15.03.2021 Author: Salman Rafi Sheikh

The War in Yemen May Bring Major Changes to Saudi Politics


The recent escalation of the war in Yemen is coupled with a growing US distancing from the Saudis, which signals that the winds might be fundamentally shifting in Yemen to the ultimate disadvantage of Riyadh. Over the past month, the Houthis rebels have really upped the ante with their attacks inside Saudia Arabia that targeted airports, oil facilities and military infrastructure. While the recent escalation could be a part of the Houthi push to gain leverage vis-à-vis the Saudis ahead of the up-coming round of talks, the war in Yemen has, more than anything else, eroded Saudi dominance in the Gulf, and the Muslim world in general. This erosion plus Saudi defeat in Yemen is unfolding in ways that could potentially end the era of Muhammad bin Salman (MBS) as Saudia’s king even before its formal reign begins. Nothing shows this better than Joe Biden’s decision to publicly sidestep MBS and speak to the King himself.

Whereas this decision does speak volumes about the growing unpopularity of MBS in the US, what the King and POTUS discussed, too, holds crucial importance. As some media reports have suggested, there is every possibility that Biden would have suggested to the King that he should reconsider his choice of successor and bring back Prince Muhammad bin Nayef, who was once crown prince of Saudia before the MBS-storm hit the kingdom. A report published by The Times recently disclosed that Joe Biden is under pressure to secure the release of ‘America’s Favourite Saudi’. This appears to be a tactic targeted at directly undermining MBS’ legitimacy as the crown prince. While it is not clear as to whether the US will get directly involved in the succession struggle, it has become clear that Washington will support Nayef which may result in a new round of palace coups. In pursuing this, the US will duly be assisted by the way the war in Yemen has reached very much inside the heart of Saudi Arabia, including its capital Riyadh.

The release of the report on Khashoggi murder and MBS’ direct implication suggests the way the US is directly discrediting the existing crown prince. While the US did stop short of actually sanctioning MBS, it is apparent that Joe Biden, as a Washing Post editorial noted,

“is putting a stop to the grotesque and unprecedented coddling of Saudi Arabia by former president Donald Trump. MBS enjoyed privileged access to the White House through Mr. Trump’s son-in-law, Jared Kushner; the new administration has made clear that communication between Washington and Riyadh will occur through normal channels, with Mr. Biden speaking to King Salman, the titular head of state.”

The US decision to stop short of sanctioning MBS has its own reasons. There is too much at stake right now for the US to directly confront Riyadh.

At the same time, however, there is a growing evidence that the Joe Biden administration does not have much love for MBS and would ideally want to see another man as the next king. The US, in this context, appears to be relying heavily on the war in Yemen and less on directly punishing MBS. The US, accordingly, is steering the course of the war in Yemen in ways that directly undermines MBS’ political interests.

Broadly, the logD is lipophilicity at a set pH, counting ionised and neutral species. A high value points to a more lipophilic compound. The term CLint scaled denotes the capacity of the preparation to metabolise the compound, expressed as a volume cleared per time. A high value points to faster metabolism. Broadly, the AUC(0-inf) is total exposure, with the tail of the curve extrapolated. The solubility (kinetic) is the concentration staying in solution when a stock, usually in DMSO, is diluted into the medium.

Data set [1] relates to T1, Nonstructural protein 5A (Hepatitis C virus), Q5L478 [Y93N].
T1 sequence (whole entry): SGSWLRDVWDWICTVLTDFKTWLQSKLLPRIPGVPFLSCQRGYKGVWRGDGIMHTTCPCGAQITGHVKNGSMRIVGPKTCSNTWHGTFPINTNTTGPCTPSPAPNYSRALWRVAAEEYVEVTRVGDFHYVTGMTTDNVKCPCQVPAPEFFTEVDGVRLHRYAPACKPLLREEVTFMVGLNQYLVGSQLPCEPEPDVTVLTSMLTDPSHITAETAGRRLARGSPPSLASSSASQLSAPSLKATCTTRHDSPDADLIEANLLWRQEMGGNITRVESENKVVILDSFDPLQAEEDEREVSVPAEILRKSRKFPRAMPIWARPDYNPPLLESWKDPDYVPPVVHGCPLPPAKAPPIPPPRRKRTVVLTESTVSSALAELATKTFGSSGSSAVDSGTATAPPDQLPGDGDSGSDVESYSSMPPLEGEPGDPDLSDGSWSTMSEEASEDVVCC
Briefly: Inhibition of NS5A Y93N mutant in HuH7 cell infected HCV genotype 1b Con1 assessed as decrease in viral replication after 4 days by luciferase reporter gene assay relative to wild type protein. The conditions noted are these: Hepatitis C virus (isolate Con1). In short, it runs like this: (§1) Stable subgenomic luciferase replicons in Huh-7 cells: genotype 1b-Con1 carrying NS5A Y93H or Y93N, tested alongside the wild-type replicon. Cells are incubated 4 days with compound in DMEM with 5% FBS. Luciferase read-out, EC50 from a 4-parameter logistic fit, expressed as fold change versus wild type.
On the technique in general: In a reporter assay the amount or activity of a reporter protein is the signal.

Despite being allies, some recent steps the US administration has taken show that the Biden administration is paving the way for an ultimate Saudi defeat in Yemen. While the US Secretary of Defense recently reiterated US support for the Saudis against Houthis attacks, it remains that this assurance has not yet translated into action.

Not only has the Biden administration stopped US supporting Saudi war efforts in Yemen, but it has also announced plans to reverse an 11th-hour Trump administration decision to label the Houthis as a foreign terrorist group. Such steps are directly emboldening the Houthis, making it much harder for the Saudis to withdraw from Yemen and find a face-saving solution to the conflict.

At the same time, the US has resumed USAID assistance to the rebel-controlled areas of Yemen.

The US Agency for International Development, a federal agency that administers foreign aid, recently gave formal notification to the US Congress and partner agencies operating in the country, stating it would restore funding to northern Yemen.

Now, the fact that the war in Yemen was MBS’ personal adventure and that the burden of failure, too, would fall directly on his shoulders could have massive repercussions at both domestic and regional levels.

This is how a Houthi victory and a humiliating Saudi defeat could end up consuming Muhammad bin Salman’s political aspirations long before he formally becomes the King.

It has already put into question MBS’ ability to steer the kingdom’s foreign policy in the right direction, and prioritize national security decisions. The question that the kingdom’s political elite would soon be evaluating would is the ability of the crown prince to navigate the Kingdom through a turbulent geo-political period. At the same, the figure of Muhammad bin Nayef continues to lurk in the background, a leader that has both the capability and the will to reset Saudi position in the region and align it more closely with that of the US.

Salman Rafi Sheikh, research-analyst of International Relations and Pakistan’s foreign and domestic affairs, exclusively for the online magazine “New Eastern Outlook”.